THURSDAY, July 5, 2018 (HealthDay News) — In 2010 to 2015, 22.9 percent of U.S. adults aged 18 to 64 met the guidelines for both aerobic and muscle-strengthening activities during leisure-time physical activity (LTPA), according to a study published in the June 28 issue of the National Health Statistics Reports.
Debra L. Blackwell, Ph.D., and Tainya C. Clarke, Ph.D., M.P.H., from the National Center for Health Statistics in Hyattsville, Md., presented national and state-level age-adjusted estimates of percentages of U.S. adults aged 18 to 64 years who met the 2008 federal guidelines for aerobic and strengthening activities during LTPA in 2010 to 2015. Their estimates were based on pooled data from the 2010 to 2015 National Health Interview Survey for all 50 states and the District of Columbia.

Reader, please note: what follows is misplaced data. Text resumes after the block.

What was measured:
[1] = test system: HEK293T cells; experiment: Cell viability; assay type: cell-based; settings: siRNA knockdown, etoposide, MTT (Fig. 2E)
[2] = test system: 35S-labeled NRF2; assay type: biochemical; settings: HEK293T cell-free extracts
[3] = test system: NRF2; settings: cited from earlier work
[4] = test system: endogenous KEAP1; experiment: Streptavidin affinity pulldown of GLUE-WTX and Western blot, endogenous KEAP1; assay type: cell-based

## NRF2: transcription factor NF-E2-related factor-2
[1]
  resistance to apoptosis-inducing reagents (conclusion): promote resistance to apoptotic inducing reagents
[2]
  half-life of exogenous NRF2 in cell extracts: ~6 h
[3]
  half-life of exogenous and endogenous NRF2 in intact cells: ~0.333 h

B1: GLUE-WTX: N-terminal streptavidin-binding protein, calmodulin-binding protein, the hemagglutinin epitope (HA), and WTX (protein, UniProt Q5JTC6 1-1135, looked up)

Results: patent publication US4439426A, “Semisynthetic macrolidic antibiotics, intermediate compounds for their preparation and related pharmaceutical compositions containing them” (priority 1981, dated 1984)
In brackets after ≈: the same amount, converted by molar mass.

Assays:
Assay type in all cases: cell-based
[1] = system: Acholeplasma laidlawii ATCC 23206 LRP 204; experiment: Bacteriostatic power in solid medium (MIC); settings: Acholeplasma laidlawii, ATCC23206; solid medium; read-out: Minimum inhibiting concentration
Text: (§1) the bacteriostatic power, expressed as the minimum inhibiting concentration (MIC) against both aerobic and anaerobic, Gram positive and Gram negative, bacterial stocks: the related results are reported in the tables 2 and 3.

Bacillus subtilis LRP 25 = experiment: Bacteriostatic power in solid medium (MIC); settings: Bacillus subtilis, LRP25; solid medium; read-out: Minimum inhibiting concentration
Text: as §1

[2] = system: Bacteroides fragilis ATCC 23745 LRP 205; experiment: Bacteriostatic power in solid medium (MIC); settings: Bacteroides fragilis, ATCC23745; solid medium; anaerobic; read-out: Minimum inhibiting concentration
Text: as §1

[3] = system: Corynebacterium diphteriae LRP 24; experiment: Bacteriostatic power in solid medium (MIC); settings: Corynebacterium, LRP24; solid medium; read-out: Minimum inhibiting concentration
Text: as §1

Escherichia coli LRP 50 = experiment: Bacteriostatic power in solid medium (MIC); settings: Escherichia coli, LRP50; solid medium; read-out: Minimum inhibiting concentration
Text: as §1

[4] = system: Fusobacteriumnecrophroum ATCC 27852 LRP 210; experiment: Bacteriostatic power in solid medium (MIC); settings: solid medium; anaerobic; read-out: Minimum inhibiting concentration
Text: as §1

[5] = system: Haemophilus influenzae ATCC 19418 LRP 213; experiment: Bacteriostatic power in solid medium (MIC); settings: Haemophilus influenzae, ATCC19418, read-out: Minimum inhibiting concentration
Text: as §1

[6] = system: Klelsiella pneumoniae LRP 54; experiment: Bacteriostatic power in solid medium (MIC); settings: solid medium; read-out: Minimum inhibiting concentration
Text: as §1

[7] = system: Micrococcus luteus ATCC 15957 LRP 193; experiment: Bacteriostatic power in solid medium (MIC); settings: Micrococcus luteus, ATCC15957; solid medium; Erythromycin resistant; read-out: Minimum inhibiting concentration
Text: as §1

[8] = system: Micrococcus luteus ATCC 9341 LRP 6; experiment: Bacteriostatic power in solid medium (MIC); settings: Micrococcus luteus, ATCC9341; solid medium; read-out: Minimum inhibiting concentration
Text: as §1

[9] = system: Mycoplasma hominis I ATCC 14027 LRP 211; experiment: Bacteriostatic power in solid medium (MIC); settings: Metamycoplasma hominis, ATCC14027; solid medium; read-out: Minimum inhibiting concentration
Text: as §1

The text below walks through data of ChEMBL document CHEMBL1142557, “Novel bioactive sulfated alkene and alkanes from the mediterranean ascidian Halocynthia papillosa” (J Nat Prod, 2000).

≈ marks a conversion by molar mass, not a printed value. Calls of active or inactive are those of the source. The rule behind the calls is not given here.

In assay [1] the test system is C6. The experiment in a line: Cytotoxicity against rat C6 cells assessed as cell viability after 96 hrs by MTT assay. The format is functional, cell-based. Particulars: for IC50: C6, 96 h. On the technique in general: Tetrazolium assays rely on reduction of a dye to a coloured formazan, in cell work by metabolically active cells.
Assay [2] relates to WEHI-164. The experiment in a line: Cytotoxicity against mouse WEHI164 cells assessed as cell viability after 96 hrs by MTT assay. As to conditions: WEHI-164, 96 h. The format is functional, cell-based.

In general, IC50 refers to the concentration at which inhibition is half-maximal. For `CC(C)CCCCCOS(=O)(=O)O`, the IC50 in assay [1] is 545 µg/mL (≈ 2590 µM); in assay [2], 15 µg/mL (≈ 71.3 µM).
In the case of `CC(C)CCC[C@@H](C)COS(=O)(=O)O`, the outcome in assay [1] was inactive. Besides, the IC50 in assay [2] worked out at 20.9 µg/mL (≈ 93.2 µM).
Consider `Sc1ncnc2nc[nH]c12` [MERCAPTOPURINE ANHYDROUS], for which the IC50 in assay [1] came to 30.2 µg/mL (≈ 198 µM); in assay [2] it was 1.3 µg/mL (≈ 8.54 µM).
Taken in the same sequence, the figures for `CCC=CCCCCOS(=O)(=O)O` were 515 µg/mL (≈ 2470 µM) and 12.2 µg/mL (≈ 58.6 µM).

The researchers found that in 2010 to 2015, 22.9 percent of U.S. adults met the guidelines for both aerobic and muscle-strengthening activities during LTPA nationally. There was variation in the extent to which adults met the guidelines by state, sex, and current work status. Significantly higher percentages of adults met the guidelines than the national average in 14 states and the District of Columbia, while in 13 states, the percentages were significantly below the national average. For men, the percentage of those who met the national average was 27.2 percent, with variation from 17.7 percent in South Dakota to 40.3 percent in the District of Columbia. For women, the national average percentage was 18.7 percent, with variation from 9.7 percent in Mississippi to 31.5 percent in Colorado. “Percentages meeting the guidelines among men were less regionally concentrated than among women,” the authors write.
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